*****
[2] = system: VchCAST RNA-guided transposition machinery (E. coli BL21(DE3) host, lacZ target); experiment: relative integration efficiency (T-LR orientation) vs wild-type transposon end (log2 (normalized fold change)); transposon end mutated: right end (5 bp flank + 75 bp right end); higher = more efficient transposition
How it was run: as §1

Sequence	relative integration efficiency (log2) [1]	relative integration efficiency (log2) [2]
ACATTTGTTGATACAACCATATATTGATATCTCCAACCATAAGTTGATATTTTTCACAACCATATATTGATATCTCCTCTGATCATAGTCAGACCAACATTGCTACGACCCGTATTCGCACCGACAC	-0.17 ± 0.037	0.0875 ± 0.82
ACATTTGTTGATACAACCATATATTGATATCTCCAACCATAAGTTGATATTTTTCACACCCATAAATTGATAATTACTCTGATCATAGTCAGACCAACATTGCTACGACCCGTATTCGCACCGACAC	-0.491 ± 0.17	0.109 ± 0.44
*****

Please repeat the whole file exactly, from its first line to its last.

[2] = system: VchCAST RNA-guided transposition machinery (E. coli BL21(DE3) host, lacZ target); experiment: relative integration efficiency (T-LR orientation) vs wild-type transposon end (log2 (normalized fold change)); transposon end mutated: right end (5 bp flank + 75 bp right end); higher = more efficient transposition
How it was run: as §1

Sequence	relative integration efficiency (log2) [1]	relative integration efficiency (log2) [2]
ACATTTGTTGATACAACCATATATTGATATCTCCAACCATAAGTTGATATTTTTCACAACCATATATTGATATCTCCTCTGATCATAGTCAGACCAACATTGCTACGACCCGTATTCGCACCGACAC	-0.17 ± 0.037	0.0875 ± 0.82
ACATTTGTTGATACAACCATATATTGATATCTCCAACCATAAGTTGATATTTTTCACACCCATAAATTGATAATTACTCTGATCATAGTCAGACCAACATTGCTACGACCCGTATTCGCACCGACAC	-0.491 ± 0.17	0.109 ± 0.44